Through the evening on Friday, Marsh sat in front of his laptop computer, continually checking his inbox for a draft of the agreement, known as a consent decree. "I was just staring at the computer, waiting," Marsh says. Until it arrives, it's not offered, he thought. "It was silly, but I just kept staring." Not long after midnight, the nine-page document arrived.
hat weekend, only Peetz and her executive committee were told about the consent decree or that sanctions were imminent. Those trustees did not tell their colleagues. This was by necessity, university officials say. The NCAA had warned Penn State that if there was a leak about proposed sanctions to the media, the discussions would end and the death penalty would be all but certain.
On Sunday, July 22, workers arrived at the Paterno statue before dawn. By 8:40 a.m., the statue was removed and carted by forklift inside Beaver Stadium. A trustee said hopefully that morning, "Maybe this will help us with the NCAA. It shows that we are moving on." But minutes later, the NCAA issued a news release that at 9 a.m. the next day in Indianapolis, Emmert and Ray would announce sanctions against Penn State. "Unprecedented" sanctions, the media reported.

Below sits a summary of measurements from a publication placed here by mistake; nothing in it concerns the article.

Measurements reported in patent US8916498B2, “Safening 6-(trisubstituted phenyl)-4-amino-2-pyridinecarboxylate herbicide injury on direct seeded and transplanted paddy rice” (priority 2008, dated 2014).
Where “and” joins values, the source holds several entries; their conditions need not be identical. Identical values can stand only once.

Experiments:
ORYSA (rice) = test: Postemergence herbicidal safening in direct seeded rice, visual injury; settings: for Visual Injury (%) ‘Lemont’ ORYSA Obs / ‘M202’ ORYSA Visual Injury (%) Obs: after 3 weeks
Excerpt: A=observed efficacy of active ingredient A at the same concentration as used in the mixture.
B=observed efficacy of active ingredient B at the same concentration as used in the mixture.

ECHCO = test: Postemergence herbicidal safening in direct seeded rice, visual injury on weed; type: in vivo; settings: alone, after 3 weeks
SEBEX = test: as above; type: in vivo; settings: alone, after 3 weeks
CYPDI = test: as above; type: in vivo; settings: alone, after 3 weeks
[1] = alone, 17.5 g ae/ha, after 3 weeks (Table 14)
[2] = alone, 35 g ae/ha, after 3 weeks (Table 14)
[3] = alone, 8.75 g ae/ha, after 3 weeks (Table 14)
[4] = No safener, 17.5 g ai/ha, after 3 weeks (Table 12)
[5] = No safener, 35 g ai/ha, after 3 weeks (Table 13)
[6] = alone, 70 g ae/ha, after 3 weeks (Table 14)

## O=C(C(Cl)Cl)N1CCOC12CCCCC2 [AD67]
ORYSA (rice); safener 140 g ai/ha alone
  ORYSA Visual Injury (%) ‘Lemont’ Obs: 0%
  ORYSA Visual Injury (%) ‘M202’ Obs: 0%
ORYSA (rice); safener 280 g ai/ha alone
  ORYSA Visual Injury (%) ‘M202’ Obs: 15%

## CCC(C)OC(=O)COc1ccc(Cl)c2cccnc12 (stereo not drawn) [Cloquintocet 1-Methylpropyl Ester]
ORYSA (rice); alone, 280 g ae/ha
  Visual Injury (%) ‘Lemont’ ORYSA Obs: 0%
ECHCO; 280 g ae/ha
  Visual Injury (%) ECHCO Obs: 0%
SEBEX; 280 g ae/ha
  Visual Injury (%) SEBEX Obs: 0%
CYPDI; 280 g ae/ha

"I can't believe this s---," said the trustee. "No one told me a damn thing."
At the news conference, Emmert outlined the sanctions and expressed hope that they would be both punitive and "corrective," helping Penn State change its "football first" culture, which he said had allowed a sexual predator to run amok for a decade. Copies of the consent decree made public credited Penn State for commissioning the Freeh report and for its reaction to the findings. "Acknowledging these and other factors," it read, "the NCAA does not deem the so-called 'death penalty' to be appropriate."
It was co-signed by Emmert and Erickson.
o in the end, a negotiation did occur. It just didn't much involve the university's stewards, the board of trustees. In the aftermath of the Freeh report, Peetz, vice chairman of The Bank of New York Mellon, says the board is committed to changing its makeup and getting off the sidelines. Erickson will retire inside a year. Public funding for universities is declining. The NCAA has put Penn State's athletic program, including football, under the watch of an athletics integrity monitor, former U.S. Sen. George Mitchell. It's hard to argue a more effective board that's ready to move on wouldn't benefit everyone.